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					Constitution of London Borough of Waltham Forest Part 9 Protocol for Member/employee relations

Part 9 Working Together for Local People: Protocol for Member/Officer Relations

CONTENTS

1. INTRODUCTION 2. BASIC PRINCIPLES OF MEMBER-OFFICER RELATIONS 3. WORKING ARRANGEMENTS 4. SUPPORTING POLITICAL GROUPS AND INDIVIDUAL MEMBERS 5. THE MANAGEMENT OF OFFICERS 6. ACCESS TO INFORMATION 7. MEDIA RELATIONS AND PUBLICITY 8. WHEN THINGS GO WRONG; DISPUTE RESOLUTION 9. MONITORING AND REVIEW 10. FURTHER SOURCES OF INFORMATION APPENDIX A – MEMBERS RIGHT OF ACCESS TO COUNCIL INFORMATION

2 2-3 3-4 4-5 5-6 6-7 7- 8 8-9 9 9 10-15

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Constitution of London Borough of Waltham Forest Part 9 Protocol for Member/employee relations

1. INTRODUCTION
What does the Protocol do?

Together, members and officers (the terms used for Councillors and Council employees respectively) combine the essential skills, experience and knowledge to manage an effective public sector organisation. Members provide a democratic mandate to the Council whereas officers contribute the professional expertise and experience to deliver the policy framework agreed by Councillors. Whilst collaborative working is the accepted norm for member and officer relations in Waltham Forest, it is important to recognise and take account of their different roles. This is important for day-to-day interaction between members and officers and for the public perception of the Council; by ensuring transparency between the political role of members and the professional, impartial role of officers. The Protocol’s purpose is to provide guidance on member-officer relations and to address some key areas of interaction. The Protocol is not intended to be comprehensive. Members and officers may seek advice from the monitoring officer on any matter not covered by this Protocol. The Protocol should be read alongside other documents relevant to the interaction between members and officers. For further details of these documents, please go to Section 10.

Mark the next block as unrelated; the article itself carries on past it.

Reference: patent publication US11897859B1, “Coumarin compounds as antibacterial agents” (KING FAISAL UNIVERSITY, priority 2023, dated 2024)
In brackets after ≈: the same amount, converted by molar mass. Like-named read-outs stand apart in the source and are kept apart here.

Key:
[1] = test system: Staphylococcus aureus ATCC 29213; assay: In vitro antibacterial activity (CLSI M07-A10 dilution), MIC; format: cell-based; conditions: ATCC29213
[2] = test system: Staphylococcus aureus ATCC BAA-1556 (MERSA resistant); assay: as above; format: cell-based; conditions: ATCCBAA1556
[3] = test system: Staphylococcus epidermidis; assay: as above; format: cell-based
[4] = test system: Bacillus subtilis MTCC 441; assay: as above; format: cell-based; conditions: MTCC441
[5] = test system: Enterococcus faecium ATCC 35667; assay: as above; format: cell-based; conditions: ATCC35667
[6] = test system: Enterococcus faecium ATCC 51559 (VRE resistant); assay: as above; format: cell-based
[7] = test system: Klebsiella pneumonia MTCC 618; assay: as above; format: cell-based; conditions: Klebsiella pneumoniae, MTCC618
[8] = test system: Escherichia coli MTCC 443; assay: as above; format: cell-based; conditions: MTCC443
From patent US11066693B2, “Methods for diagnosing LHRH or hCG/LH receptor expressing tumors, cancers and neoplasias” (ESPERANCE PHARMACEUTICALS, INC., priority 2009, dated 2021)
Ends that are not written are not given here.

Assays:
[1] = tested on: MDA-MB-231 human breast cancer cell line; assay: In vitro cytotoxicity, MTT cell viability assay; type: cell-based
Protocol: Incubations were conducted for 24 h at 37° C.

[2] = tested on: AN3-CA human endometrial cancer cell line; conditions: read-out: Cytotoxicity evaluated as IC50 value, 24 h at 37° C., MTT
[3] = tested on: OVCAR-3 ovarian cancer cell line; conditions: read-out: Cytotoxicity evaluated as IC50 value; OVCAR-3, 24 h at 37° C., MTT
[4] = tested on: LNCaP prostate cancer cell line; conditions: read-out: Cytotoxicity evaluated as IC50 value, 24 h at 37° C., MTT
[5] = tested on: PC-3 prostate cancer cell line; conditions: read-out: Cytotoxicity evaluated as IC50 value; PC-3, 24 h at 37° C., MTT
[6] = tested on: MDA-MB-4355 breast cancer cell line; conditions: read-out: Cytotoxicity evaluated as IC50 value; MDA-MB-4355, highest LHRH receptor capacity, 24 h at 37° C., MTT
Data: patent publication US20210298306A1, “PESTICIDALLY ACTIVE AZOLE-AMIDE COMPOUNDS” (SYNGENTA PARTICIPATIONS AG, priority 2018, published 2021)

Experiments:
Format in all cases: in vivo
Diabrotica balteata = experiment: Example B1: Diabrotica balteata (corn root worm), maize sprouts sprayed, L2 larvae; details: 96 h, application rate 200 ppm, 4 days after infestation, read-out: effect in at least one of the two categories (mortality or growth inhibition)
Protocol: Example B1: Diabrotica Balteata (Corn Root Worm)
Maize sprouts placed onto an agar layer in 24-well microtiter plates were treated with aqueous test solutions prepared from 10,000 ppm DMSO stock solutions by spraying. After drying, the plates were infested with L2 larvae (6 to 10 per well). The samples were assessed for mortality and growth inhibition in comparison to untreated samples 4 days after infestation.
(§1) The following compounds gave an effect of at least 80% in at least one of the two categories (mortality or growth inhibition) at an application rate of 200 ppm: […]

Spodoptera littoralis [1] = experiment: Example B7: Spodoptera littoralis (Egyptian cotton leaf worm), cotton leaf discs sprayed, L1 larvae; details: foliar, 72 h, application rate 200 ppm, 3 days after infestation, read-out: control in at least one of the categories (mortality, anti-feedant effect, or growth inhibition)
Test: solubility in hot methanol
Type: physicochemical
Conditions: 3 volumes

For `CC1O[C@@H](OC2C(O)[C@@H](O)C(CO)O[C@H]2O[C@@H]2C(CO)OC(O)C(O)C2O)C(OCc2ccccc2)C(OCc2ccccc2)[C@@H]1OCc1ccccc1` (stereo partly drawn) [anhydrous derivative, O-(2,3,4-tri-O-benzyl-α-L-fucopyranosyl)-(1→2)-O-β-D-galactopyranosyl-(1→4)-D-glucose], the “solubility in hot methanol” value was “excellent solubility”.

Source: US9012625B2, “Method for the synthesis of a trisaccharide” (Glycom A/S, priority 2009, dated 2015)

Who does it apply to?

The Protocol is adopted by full Council and applies to all elected and co-opted members and all officers employed or engaged by the Council. This includes consultants, contractors or agency staff for work for the Council and managers must bring the protocol to their attention as soon as they commence work.

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Constitution of London Borough of Waltham Forest Part 9 Protocol for Member/employee relations

2. BASIC PRINCIPLES OF MEMBER-OFFICER RELATIONS
Like all effective partnerships, member-officer relations are based on the following principles:

 

Mutual trust and respect of the different roles of members and officers; A common purpose; providing the best possible service to the residents and other stakeholders of Waltham Forest;



A commitment to non-adversarial resolution of disputes.

Mutual trust and respect is based upon an understanding of the distinct contribution members and officers make and respect for the boundaries between those roles. A key principle for officers is their political impartiality; they serve the whole Council and not particular groups or members. This is particularly important for senior officers, who are prevented by law from political activities beyond party membership. Further, some officers hold posts with mandatory statutory responsibilities including the chief executive, monitoring officer, chief finance officer, the director of children’s and the director of adults’ services. Members must respect these duties and that they may be required to give advice or make decisions which members may not agree with or support.

The remainder of this Protocol will address specific areas of member-officer interaction

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Constitution of London Borough of Waltham Forest Part 9 Protocol for Member/employee relations

Quick Guide to Member and Officer Roles
Members Democratically elected accountable to the electorate Community leader for their ward Add a political dimension Set policy and strategy Bound by a statutory Code of Conduct Officers Employees accountable to the Council Serve the whole council. Impartial Ensure operational delivery and provide advice Bound by their contract of employment and the current Code of Conduct for officers (these will be supplemented in the near future by a statutory code). Day to day management of staff

Involved in senior appointments only.

3. WORKING ARRANGEMENTS
Members and officers work together on a regular basis in meetings, committees and less formal settings. It is inevitable that relationships will form and to ensure the principles of member-officer relations are upheld, the following guidance applies. Forms of Address and Conduct Formal Meetings In formal Council, Cabinet, committee or sub-committee meetings:   Members and officers will dress appropriately. Members should normally be referred to by their office: e.g. Leader, Chair or Councillor and, otherwise, normal courtesies shall be observed.  Relations can be friendly and cordial but not over familiar, as the public or other members and officers could perceive this as inappropriate or favouritism.

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Constitution of London Borough of Waltham Forest Part 9 Protocol for Member/employee relations



Criticism should be constructive and not personal, particularly with regard to the actions of junior officers.



Officers will not allow themselves to be drawn into a party political debate.